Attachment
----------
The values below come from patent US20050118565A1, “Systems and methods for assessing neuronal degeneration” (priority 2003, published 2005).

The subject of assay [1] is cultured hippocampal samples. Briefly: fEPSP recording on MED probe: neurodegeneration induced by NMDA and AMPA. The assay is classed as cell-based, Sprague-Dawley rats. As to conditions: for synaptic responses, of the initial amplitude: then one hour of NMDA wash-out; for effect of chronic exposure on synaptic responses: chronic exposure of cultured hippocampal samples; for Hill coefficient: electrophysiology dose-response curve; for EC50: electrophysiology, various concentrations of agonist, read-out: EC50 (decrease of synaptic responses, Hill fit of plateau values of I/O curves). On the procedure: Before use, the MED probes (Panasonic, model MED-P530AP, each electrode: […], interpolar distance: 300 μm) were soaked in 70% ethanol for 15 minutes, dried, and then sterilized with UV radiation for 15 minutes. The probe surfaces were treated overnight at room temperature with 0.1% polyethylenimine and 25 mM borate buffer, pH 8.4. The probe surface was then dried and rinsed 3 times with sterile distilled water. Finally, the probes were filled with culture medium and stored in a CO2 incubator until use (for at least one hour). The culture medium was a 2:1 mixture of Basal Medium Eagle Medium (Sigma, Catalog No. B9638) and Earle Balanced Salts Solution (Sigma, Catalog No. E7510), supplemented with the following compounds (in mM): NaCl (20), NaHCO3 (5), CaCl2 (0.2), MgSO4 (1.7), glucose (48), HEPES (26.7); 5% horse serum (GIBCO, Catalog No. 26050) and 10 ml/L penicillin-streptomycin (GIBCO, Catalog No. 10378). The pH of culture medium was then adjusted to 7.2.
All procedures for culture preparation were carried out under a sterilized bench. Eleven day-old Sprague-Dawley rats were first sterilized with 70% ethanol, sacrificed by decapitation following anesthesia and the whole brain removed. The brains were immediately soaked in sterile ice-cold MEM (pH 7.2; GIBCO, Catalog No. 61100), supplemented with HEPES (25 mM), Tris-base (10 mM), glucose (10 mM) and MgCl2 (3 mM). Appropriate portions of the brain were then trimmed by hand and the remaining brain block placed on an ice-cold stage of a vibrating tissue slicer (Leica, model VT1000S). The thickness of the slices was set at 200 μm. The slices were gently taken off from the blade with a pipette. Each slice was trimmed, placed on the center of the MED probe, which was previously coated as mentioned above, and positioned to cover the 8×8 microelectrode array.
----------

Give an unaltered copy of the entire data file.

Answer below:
The values below come from patent US20050118565A1, “Systems and methods for assessing neuronal degeneration” (priority 2003, published 2005).

The subject of assay [1] is cultured hippocampal samples. Briefly: fEPSP recording on MED probe: neurodegeneration induced by NMDA and AMPA. The assay is classed as cell-based, Sprague-Dawley rats. As to conditions: for synaptic responses, of the initial amplitude: then one hour of NMDA wash-out; for effect of chronic exposure on synaptic responses: chronic exposure of cultured hippocampal samples; for Hill coefficient: electrophysiology dose-response curve; for EC50: electrophysiology, various concentrations of agonist, read-out: EC50 (decrease of synaptic responses, Hill fit of plateau values of I/O curves). On the procedure: Before use, the MED probes (Panasonic, model MED-P530AP, each electrode: […], interpolar distance: 300 μm) were soaked in 70% ethanol for 15 minutes, dried, and then sterilized with UV radiation for 15 minutes. The probe surfaces were treated overnight at room temperature with 0.1% polyethylenimine and 25 mM borate buffer, pH 8.4. The probe surface was then dried and rinsed 3 times with sterile distilled water. Finally, the probes were filled with culture medium and stored in a CO2 incubator until use (for at least one hour). The culture medium was a 2:1 mixture of Basal Medium Eagle Medium (Sigma, Catalog No. B9638) and Earle Balanced Salts Solution (Sigma, Catalog No. E7510), supplemented with the following compounds (in mM): NaCl (20), NaHCO3 (5), CaCl2 (0.2), MgSO4 (1.7), glucose (48), HEPES (26.7); 5% horse serum (GIBCO, Catalog No. 26050) and 10 ml/L penicillin-streptomycin (GIBCO, Catalog No. 10378). The pH of culture medium was then adjusted to 7.2.
All procedures for culture preparation were carried out under a sterilized bench. Eleven day-old Sprague-Dawley rats were first sterilized with 70% ethanol, sacrificed by decapitation following anesthesia and the whole brain removed. The brains were immediately soaked in sterile ice-cold MEM (pH 7.2; GIBCO, Catalog No. 61100), supplemented with HEPES (25 mM), Tris-base (10 mM), glucose (10 mM) and MgCl2 (3 mM). Appropriate portions of the brain were then trimmed by hand and the remaining brain block placed on an ice-cold stage of a vibrating tissue slicer (Leica, model VT1000S). The thickness of the slices was set at 200 μm. The slices were gently taken off from the blade with a pipette. Each slice was trimmed, placed on the center of the MED probe, which was previously coated as mentioned above, and positioned to cover the 8×8 microelectrode array.